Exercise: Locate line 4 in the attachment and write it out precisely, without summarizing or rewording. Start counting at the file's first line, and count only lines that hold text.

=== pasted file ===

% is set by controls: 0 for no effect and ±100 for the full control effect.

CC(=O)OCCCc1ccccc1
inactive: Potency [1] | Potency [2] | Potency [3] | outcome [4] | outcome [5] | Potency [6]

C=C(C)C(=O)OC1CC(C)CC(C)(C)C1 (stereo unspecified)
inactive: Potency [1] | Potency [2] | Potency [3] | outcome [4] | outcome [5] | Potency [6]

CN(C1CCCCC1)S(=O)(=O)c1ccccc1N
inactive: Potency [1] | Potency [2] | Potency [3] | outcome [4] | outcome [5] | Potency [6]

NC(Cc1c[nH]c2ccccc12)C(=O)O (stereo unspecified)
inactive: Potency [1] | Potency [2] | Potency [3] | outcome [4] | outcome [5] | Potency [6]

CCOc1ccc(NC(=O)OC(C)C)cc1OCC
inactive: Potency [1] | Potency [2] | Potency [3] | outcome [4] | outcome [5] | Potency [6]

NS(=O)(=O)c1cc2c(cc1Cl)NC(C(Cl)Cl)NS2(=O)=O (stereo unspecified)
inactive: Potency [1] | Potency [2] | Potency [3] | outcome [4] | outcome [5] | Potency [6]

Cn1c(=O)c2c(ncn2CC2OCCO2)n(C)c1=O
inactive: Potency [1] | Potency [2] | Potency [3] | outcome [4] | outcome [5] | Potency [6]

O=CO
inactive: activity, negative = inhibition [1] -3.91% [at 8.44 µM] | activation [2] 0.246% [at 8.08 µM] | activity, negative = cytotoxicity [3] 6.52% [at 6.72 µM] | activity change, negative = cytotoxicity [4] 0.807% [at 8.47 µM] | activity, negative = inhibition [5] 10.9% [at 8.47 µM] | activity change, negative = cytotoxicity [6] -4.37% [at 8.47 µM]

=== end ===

C=C(C)C(=O)OC1CC(C)CC(C)(C)C1 (stereo unspecified)